The Corner

Obamisms

Barack Obama should review the basics of American history and the fundamentals of diplomacy. In comparing various enemies, one is by needs more willing to talk to hostile nuclear super-powers (as Nixon, and Reagan did with China and the Soviet Union) that have the ability to destroy us than to talk to a hostile power like Iran. In the former case, we have few options, in the latter plenty. For the analogy to be valid, did Nixon and Reagan have summits with Castro as they did with Mao or Gorbachev—and if not, why not? And is not Obama’s speak-anytime-anywhere-to-anyone -policy at odds with many of our allies in the EU who haven’t gone that far with an Iran or Venezuela?

And when Obama says, “We can’t drive our SUVs and eat as much as we want and keep our homes on 72 degrees at all times … and then just expect that other countries are going to say OK,” he almost seems to suggest a finite worldview, in which someone’s bounty by needs must come at someone else’s expense. So our bountiful food means others go without?

In fact, we had nothing to do with, say, a Zimbabwe going from a successful exporter of food to a net importer, much less with the mass collectivization programs in Asia, Africa, and South America that depressed food production for most of the 1950s-1990s. U.S. technology, open markets, and capitalist practices taught the world that they were quite able to “eat as much as [they] want”–should they use their resources wisely.

As far as SUVs, as we transition to next-generation fuels and energy, should the U.S. develop more efficient models AND pursue nuclear power and our massive coal deposits to generate electricity in lieu of precious natural gas, develop shale and tar sands, drill off our coasts and in Alaska, lift tariffs on imported ethanol, then, yes, there is no reason why we can’t drive, eat, cool, and heat our homes as we do currently — and as most of our politicians (such as Obama, Al Gore, John Kerry, John Edwards) and the Hollywood elite do currently.

He needs to update his doom and gloom on Iraq, in which, as the Mosul operation suggests, the final missing pieces — the Shiite-dominated constitutional government turning on Iranian-back Shiite militias, as Sunnis rejoin government and continue to rout al-Qaeda — are falling into place. Iraqis are taking more and more responsibility for their future, violence is down, our own recruitments are up, our military is beginning to promote the mavericks, and we are close to having done the impossible of securing a constitutional state in a primordial region. All that for now is the best shot we have in tempering Iran’s agenda, as a democratic Iraq can become as subversive to theocratic Iran as its militias are to Iraq.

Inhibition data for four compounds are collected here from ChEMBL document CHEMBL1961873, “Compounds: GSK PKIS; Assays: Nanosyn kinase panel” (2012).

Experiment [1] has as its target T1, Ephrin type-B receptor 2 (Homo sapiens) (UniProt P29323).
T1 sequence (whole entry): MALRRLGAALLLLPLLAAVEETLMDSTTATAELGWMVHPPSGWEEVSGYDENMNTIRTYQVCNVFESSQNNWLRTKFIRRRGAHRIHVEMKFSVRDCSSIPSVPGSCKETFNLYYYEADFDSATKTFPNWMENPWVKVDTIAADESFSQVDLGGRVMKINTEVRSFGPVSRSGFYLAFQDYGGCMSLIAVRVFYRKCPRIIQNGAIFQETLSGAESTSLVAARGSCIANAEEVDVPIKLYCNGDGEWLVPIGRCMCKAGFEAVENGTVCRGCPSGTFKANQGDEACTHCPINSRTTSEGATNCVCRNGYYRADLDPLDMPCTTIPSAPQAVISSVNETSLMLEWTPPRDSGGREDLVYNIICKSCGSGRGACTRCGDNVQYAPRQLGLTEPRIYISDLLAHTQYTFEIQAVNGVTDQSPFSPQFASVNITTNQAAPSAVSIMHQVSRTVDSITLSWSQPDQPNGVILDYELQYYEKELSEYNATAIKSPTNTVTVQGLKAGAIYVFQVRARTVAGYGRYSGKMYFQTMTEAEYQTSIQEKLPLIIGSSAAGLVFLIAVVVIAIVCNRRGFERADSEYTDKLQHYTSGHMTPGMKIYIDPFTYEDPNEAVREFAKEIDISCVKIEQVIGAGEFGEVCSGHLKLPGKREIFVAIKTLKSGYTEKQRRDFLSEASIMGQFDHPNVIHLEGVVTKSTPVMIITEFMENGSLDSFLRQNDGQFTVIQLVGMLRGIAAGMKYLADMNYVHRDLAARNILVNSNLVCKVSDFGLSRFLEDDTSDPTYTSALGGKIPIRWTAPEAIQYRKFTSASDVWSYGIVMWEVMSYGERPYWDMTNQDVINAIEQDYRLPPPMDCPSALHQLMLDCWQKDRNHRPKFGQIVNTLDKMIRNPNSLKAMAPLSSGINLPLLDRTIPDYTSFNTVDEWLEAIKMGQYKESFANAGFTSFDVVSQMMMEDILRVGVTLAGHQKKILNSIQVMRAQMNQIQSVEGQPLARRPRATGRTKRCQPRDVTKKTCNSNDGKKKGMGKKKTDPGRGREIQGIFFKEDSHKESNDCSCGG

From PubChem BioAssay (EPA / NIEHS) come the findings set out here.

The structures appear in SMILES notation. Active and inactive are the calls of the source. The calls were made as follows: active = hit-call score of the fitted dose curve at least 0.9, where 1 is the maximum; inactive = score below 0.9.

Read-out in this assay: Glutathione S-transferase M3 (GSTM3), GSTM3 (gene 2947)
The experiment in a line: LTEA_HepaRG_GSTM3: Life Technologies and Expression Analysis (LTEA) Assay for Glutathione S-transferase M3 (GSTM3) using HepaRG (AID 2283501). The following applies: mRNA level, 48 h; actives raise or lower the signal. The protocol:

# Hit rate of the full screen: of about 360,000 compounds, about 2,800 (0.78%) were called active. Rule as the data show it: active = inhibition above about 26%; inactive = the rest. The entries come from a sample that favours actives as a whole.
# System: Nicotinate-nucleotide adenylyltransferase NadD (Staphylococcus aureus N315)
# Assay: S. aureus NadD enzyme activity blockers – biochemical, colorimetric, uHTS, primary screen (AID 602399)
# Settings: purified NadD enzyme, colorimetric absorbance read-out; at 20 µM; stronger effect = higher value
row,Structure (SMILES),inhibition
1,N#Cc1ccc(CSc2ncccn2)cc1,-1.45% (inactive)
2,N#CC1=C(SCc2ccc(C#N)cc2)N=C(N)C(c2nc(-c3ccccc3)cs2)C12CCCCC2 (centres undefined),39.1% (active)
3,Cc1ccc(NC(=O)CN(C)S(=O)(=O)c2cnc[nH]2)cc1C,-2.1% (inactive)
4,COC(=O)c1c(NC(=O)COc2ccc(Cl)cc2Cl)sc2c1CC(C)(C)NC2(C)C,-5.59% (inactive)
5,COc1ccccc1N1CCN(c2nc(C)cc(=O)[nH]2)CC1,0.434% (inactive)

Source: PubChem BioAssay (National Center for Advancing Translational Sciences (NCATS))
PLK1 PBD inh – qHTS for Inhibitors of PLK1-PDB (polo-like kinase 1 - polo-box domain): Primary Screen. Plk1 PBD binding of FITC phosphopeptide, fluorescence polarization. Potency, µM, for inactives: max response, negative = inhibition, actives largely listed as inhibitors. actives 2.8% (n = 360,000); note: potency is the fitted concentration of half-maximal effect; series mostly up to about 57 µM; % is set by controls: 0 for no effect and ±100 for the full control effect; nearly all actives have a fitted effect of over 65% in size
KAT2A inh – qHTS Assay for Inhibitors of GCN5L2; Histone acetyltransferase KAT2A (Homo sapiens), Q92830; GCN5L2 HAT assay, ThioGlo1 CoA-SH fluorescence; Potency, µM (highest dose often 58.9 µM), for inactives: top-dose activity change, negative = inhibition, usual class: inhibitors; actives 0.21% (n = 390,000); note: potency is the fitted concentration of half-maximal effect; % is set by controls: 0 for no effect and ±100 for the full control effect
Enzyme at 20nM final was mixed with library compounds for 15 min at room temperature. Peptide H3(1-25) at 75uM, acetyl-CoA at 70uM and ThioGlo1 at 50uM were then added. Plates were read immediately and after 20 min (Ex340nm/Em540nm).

Finally, re: Michelle. To go after a Pat Nixon or a George McGovern’s wife, or any traditional First Lady or candidate’s spouse is despicable. BUT many women in such a limelight — Eleanor Roosevelt, Hillary Clinton, Teresa Kerry, and, yes, Michelle Obama — freely chose to use the exposure to enter the political fray and advance a political agenda, often in controversial fashion. Is Bill Clinton exempt from criticism as a candidate’s spouse as he barnstorms and sounds off?

What is “low class” (given West Virginia and Kentucky “class” is not a pejorative that Obama should employ at any cost) is not criticizing Michelle Obama’s choice to characterize her country as mean and not worthy of pride, but rather criticizing those who are terribly disturbed by such a public figure’s political commentary. Well apart the wisdom of running ads against Michelle (not wise I think), we all know the rules: either follow the traditional role of First Lady and enjoy the immunity that such abdication from controversial politics conveys, or roll the dice, become a political figure in one’s own right, and enjoy all the greater attention and acclaim — as well as the inevitable hard knocks that accompany political controversy.

Her call, not the country’s — and yet another indication of the Obama rules that serially establish two sets of quite different standards for the candidates.

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